sk2p

sl2tog, k1, p2sso– slip 2 stitches at the same time, instead of one by one,  as if to knit 2 together, then knit the next stitch and pass the 2 slipped stitches over the knit stitch and off the right needle.

 sl2tog, k1, p2sso

 

Read Full Post »

I know there are high tech, jewel studded, or cute colorful practical row counters and stitch markers out there but there are no stories behind them.  Nothing is quite the same in generating conversations and sometimes even warming your heart with that satisfying feeling than all things homemade regardless of the quality of said item.  For the environmentally conscious people as I try to be, reusing/recycling otherwise wasted materials has even further significance.  Since I don’t venture outside of my immediate neighborhood much and also have been raised to avoid the shopping habit of buying things I don’t necessarily need, creating clutter, I get plenty of chances for homemade “experiments” if I can manage to scrounge up all the required materials at home.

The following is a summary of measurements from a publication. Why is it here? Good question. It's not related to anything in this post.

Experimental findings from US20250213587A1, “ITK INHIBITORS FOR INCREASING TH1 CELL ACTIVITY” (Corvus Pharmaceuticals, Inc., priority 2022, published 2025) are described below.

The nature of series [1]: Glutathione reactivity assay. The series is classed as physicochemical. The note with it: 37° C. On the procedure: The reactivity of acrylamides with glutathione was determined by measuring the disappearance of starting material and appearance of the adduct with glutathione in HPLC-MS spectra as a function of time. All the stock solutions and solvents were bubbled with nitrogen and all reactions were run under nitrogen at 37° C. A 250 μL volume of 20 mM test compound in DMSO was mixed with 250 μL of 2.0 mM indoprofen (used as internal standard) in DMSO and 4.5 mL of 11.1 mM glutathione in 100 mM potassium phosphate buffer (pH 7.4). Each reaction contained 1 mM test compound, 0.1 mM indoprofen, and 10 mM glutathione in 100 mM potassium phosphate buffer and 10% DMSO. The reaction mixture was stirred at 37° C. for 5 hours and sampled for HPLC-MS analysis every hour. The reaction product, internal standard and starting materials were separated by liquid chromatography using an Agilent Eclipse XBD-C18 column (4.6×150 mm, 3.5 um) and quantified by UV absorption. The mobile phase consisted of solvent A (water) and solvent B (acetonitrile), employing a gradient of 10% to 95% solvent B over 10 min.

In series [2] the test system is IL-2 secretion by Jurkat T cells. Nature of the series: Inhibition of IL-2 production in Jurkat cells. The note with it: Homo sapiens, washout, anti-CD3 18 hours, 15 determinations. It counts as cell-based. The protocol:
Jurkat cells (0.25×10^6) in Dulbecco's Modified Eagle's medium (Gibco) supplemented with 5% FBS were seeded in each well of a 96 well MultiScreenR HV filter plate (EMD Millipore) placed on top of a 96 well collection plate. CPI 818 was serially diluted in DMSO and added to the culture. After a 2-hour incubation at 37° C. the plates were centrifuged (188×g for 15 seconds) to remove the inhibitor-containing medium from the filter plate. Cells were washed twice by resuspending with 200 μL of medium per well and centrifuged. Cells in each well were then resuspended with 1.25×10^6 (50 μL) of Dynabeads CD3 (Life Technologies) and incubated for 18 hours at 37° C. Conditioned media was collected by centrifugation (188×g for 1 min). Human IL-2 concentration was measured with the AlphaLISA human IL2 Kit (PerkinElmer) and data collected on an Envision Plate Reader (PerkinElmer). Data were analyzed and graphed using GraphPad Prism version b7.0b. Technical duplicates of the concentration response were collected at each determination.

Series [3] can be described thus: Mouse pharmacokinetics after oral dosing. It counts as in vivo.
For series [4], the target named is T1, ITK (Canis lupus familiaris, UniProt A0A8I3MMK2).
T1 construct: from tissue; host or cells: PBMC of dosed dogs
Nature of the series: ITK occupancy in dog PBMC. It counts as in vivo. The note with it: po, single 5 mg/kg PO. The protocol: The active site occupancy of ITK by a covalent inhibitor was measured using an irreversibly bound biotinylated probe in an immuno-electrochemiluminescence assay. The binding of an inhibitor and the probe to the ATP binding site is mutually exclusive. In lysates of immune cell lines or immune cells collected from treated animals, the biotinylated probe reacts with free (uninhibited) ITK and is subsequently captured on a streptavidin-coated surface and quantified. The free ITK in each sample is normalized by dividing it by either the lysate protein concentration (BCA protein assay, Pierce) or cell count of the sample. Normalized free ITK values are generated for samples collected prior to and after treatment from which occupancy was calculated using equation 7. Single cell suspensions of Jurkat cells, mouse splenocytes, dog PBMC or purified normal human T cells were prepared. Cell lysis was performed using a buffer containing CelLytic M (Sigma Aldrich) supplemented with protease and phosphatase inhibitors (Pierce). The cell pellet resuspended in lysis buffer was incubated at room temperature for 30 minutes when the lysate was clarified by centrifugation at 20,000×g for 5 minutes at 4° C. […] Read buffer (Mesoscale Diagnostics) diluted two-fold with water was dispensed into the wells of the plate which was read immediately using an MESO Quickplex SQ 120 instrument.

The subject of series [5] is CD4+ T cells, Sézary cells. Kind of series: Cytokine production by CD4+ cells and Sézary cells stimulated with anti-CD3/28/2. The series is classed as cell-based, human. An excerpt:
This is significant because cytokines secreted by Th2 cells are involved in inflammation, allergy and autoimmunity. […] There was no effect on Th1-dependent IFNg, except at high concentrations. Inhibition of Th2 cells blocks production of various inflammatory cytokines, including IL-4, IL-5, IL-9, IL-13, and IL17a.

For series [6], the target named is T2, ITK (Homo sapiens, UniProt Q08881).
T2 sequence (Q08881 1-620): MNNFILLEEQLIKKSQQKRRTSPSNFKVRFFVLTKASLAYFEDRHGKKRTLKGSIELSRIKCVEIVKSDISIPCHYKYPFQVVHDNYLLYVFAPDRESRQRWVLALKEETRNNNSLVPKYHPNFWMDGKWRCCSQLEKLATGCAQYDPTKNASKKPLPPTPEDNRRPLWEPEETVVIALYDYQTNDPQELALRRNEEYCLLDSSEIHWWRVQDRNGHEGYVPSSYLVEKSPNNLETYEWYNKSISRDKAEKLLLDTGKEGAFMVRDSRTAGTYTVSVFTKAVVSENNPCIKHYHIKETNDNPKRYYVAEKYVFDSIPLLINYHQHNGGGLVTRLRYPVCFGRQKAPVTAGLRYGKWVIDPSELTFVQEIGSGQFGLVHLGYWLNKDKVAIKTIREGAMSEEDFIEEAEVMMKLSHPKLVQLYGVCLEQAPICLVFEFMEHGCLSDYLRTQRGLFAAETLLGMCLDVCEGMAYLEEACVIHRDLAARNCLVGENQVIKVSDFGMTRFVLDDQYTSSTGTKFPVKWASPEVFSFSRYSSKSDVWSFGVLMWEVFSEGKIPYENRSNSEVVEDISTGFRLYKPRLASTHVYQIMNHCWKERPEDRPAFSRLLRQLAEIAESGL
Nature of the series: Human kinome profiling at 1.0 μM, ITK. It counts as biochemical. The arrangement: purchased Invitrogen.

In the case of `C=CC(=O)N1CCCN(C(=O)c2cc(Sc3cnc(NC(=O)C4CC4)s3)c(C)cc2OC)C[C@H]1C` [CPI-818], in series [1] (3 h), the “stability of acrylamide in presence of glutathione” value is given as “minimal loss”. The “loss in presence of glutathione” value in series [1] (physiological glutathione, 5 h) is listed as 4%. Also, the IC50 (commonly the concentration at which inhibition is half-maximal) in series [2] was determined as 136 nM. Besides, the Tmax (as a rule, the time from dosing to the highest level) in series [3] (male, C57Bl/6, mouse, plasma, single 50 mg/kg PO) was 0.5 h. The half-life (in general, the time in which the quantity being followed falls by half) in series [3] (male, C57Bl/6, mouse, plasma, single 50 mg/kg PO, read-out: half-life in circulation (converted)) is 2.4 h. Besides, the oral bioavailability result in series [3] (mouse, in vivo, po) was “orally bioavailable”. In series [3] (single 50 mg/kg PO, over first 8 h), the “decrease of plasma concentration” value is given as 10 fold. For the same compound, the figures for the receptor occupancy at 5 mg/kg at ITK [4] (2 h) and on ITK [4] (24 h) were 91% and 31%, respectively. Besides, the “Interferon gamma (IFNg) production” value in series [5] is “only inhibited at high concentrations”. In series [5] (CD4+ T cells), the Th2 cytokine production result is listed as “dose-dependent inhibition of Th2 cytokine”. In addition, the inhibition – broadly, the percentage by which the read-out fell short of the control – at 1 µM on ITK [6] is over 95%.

When I first started knitting, row counter was not even a concept… didn’t know such a thing existed.  I finished knitting scarves, socks, hats, even sweaters without ever needing one.  As I progressed to larger, more complicated patterns though, the desire to use it arose.  The main benefit would be efficiency, saving time.  I could put a project down and come back any time, and it could be months, later knowing exactly what point to pick up without reviewing or counting the pattern all over again.  Not surprisingly, a person who didn’t go out much, such as moi, would not find stitch markers and row counters at the few stores she frequented. Luckily the internet is such a huge resource for information that I learned many materials can be used or put together to substitute as a marker / counter. So…..